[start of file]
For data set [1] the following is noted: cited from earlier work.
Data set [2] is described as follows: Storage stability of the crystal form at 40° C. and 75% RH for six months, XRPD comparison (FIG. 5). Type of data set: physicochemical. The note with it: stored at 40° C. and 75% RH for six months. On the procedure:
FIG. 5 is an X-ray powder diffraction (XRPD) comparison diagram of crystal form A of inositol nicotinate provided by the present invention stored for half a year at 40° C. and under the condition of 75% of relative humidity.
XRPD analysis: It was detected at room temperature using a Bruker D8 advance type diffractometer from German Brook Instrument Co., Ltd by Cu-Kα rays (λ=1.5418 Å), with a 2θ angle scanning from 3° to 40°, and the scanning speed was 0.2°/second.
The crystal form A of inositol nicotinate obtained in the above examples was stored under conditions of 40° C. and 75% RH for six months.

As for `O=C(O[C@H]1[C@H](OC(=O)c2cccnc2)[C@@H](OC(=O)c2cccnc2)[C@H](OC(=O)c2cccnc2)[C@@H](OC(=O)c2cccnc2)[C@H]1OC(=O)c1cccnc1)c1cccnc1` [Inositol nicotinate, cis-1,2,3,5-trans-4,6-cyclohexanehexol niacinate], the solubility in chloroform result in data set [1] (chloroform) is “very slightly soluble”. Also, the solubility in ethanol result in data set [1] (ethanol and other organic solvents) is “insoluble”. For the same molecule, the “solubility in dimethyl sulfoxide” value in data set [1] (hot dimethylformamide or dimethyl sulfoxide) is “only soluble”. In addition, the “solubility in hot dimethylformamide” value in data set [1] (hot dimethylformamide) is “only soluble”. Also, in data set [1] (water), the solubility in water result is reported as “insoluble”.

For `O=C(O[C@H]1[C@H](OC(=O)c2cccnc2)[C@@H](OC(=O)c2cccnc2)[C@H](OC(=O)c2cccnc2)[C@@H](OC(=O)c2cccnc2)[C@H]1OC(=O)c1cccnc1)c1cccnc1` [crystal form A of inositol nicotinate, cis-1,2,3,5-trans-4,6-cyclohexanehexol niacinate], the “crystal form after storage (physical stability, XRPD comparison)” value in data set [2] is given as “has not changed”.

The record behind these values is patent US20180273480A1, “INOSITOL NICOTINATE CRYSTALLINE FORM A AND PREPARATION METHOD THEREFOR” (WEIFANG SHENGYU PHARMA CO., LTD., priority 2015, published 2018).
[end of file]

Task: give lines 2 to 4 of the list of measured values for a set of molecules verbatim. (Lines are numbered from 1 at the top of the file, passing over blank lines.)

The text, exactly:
Data set [2] is described as follows: Storage stability of the crystal form at 40° C. and 75% RH for six months, XRPD comparison (FIG. 5). Type of data set: physicochemical. The note with it: stored at 40° C. and 75% RH for six months. On the procedure:
FIG. 5 is an X-ray powder diffraction (XRPD) comparison diagram of crystal form A of inositol nicotinate provided by the present invention stored for half a year at 40° C. and under the condition of 75% of relative humidity.
XRPD analysis: It was detected at room temperature using a Bruker D8 advance type diffractometer from German Brook Instrument Co., Ltd by Cu-Kα rays (λ=1.5418 Å), with a 2θ angle scanning from 3° to 40°, and the scanning speed was 0.2°/second.